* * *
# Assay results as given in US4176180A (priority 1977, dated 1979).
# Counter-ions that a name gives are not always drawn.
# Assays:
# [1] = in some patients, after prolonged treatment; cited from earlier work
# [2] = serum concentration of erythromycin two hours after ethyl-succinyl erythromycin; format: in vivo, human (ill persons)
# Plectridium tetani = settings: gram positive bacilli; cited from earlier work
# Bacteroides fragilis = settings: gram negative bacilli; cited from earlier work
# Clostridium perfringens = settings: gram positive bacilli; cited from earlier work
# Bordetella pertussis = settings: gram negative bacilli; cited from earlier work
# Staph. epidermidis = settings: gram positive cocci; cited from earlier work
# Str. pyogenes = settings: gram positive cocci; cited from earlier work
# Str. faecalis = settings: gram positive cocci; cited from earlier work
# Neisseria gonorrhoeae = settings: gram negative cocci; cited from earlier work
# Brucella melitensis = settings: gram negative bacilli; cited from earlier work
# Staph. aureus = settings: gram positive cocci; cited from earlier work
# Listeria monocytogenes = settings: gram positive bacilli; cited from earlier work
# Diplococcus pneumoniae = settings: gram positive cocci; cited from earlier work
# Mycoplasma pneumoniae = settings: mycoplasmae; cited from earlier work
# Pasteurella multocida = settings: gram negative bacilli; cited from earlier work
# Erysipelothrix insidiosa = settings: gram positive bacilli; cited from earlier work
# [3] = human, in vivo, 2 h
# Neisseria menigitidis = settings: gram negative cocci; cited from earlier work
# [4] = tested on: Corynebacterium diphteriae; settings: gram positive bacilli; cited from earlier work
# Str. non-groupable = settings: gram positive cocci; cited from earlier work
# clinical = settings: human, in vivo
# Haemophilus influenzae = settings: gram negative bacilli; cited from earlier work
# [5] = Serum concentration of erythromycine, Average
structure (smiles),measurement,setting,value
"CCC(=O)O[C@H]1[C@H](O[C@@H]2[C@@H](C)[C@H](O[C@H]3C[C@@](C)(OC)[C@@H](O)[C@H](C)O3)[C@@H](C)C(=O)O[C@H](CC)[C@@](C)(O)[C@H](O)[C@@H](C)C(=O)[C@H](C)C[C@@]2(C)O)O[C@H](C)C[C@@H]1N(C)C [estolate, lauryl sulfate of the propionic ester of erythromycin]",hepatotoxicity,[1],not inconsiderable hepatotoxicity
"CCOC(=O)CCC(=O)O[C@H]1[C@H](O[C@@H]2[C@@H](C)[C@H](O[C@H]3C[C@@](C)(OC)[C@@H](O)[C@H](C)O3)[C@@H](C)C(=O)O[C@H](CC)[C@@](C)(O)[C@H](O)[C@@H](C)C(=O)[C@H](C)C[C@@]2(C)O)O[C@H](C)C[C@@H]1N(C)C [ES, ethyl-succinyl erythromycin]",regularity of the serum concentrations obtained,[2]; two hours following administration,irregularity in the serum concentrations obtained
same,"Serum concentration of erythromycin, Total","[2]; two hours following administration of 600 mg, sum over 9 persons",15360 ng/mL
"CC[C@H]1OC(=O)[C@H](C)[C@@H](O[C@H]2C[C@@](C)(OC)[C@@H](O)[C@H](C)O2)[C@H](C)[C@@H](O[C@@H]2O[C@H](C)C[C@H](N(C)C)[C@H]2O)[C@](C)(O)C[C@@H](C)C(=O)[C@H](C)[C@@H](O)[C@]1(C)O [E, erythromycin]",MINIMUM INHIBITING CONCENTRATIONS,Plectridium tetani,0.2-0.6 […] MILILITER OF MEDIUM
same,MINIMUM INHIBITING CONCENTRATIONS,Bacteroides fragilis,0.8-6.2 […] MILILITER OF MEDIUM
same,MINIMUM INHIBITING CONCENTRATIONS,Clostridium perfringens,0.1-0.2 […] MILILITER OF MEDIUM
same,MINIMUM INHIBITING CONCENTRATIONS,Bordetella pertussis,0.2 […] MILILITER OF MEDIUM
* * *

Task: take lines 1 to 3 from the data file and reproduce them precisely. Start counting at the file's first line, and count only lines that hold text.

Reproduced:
# Assay results as given in US4176180A (priority 1977, dated 1979).
# Counter-ions that a name gives are not always drawn.
# Assays: